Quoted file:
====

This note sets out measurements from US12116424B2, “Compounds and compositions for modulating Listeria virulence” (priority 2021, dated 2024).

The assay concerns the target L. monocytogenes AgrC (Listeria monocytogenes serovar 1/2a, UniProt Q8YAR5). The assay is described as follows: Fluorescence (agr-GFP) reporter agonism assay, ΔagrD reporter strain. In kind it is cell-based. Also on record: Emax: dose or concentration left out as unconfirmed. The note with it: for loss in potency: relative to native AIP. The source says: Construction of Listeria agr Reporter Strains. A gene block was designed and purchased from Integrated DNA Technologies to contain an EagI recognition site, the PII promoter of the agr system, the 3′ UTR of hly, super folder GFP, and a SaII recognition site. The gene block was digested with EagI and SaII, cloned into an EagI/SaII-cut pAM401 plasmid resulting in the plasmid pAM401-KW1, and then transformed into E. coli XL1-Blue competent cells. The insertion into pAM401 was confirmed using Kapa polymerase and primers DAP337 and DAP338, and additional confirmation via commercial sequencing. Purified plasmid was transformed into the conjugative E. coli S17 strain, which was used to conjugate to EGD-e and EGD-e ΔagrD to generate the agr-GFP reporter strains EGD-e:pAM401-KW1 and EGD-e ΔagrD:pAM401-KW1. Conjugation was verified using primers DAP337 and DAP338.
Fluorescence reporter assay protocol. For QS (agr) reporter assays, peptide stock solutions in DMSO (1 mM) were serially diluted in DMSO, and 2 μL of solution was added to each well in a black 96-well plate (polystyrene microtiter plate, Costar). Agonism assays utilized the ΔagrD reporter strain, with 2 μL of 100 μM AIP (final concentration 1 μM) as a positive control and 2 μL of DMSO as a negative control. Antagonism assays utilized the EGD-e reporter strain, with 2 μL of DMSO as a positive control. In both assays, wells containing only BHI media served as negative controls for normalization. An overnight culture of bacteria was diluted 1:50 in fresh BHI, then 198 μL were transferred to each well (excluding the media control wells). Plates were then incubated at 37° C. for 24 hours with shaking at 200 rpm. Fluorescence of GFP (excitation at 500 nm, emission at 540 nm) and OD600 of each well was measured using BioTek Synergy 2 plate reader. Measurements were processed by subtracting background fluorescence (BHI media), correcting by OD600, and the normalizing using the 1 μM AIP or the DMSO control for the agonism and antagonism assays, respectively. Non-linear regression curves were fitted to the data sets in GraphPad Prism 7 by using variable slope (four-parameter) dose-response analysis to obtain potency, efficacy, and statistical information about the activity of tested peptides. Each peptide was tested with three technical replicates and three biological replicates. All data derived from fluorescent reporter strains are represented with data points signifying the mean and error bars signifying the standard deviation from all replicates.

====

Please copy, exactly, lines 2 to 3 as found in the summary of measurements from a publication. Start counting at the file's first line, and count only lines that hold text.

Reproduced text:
The assay concerns the target L. monocytogenes AgrC (Listeria monocytogenes serovar 1/2a, UniProt Q8YAR5). The assay is described as follows: Fluorescence (agr-GFP) reporter agonism assay, ΔagrD reporter strain. In kind it is cell-based. Also on record: Emax: dose or concentration left out as unconfirmed. The note with it: for loss in potency: relative to native AIP. The source says: Construction of Listeria agr Reporter Strains. A gene block was designed and purchased from Integrated DNA Technologies to contain an EagI recognition site, the PII promoter of the agr system, the 3′ UTR of hly, super folder GFP, and a SaII recognition site. The gene block was digested with EagI and SaII, cloned into an EagI/SaII-cut pAM401 plasmid resulting in the plasmid pAM401-KW1, and then transformed into E. coli XL1-Blue competent cells. The insertion into pAM401 was confirmed using Kapa polymerase and primers DAP337 and DAP338, and additional confirmation via commercial sequencing. Purified plasmid was transformed into the conjugative E. coli S17 strain, which was used to conjugate to EGD-e and EGD-e ΔagrD to generate the agr-GFP reporter strains EGD-e:pAM401-KW1 and EGD-e ΔagrD:pAM401-KW1. Conjugation was verified using primers DAP337 and DAP338.
Fluorescence reporter assay protocol. For QS (agr) reporter assays, peptide stock solutions in DMSO (1 mM) were serially diluted in DMSO, and 2 μL of solution was added to each well in a black 96-well plate (polystyrene microtiter plate, Costar). Agonism assays utilized the ΔagrD reporter strain, with 2 μL of 100 μM AIP (final concentration 1 μM) as a positive control and 2 μL of DMSO as a negative control. Antagonism assays utilized the EGD-e reporter strain, with 2 μL of DMSO as a positive control. In both assays, wells containing only BHI media served as negative controls for normalization. An overnight culture of bacteria was diluted 1:50 in fresh BHI, then 198 μL were transferred to each well (excluding the media control wells). Plates were then incubated at 37° C. for 24 hours with shaking at 200 rpm. Fluorescence of GFP (excitation at 500 nm, emission at 540 nm) and OD600 of each well was measured using BioTek Synergy 2 plate reader. Measurements were processed by subtracting background fluorescence (BHI media), correcting by OD600, and the normalizing using the 1 μM AIP or the DMSO control for the agonism and antagonism assays, respectively. Non-linear regression curves were fitted to the data sets in GraphPad Prism 7 by using variable slope (four-parameter) dose-response analysis to obtain potency, efficacy, and statistical information about the activity of tested peptides. Each peptide was tested with three technical replicates and three biological replicates. All data derived from fluorescent reporter strains are represented with data points signifying the mean and error bars signifying the standard deviation from all replicates.